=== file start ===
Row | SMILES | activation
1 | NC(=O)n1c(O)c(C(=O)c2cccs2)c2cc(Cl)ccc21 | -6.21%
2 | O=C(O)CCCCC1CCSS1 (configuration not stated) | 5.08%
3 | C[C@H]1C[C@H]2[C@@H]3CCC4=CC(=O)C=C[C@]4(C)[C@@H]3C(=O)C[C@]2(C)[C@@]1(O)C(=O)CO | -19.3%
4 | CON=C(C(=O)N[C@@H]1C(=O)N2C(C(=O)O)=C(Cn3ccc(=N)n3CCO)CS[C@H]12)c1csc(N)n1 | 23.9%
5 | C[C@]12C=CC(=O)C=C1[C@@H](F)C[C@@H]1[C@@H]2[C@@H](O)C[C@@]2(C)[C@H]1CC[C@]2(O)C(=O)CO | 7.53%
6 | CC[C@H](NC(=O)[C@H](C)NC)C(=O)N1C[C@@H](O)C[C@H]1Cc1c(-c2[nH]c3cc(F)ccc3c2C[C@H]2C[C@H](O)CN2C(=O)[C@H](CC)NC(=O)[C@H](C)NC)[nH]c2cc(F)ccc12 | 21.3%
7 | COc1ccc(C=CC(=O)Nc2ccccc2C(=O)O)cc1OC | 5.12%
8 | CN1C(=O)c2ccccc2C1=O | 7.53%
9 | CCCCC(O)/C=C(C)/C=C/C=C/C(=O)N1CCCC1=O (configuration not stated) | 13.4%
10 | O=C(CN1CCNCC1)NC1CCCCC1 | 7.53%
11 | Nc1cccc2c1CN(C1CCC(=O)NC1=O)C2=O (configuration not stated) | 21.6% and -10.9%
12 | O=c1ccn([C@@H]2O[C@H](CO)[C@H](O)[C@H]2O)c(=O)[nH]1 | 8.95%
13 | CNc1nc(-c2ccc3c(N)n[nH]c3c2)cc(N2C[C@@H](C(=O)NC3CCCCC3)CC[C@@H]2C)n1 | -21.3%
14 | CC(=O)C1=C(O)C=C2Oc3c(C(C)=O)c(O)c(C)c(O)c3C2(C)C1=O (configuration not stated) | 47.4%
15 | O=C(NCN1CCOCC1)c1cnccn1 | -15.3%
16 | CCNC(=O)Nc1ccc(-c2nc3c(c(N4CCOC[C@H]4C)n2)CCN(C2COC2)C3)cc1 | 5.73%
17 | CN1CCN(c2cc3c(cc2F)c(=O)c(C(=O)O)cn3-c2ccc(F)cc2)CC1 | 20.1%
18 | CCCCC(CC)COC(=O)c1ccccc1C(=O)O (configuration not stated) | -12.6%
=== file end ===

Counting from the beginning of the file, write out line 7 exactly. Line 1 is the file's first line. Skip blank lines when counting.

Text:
6 | CC[C@H](NC(=O)[C@H](C)NC)C(=O)N1C[C@@H](O)C[C@H]1Cc1c(-c2[nH]c3cc(F)ccc3c2C[C@H]2C[C@H](O)CN2C(=O)[C@H](CC)NC(=O)[C@H](C)NC)[nH]c2cc(F)ccc12 | 21.3%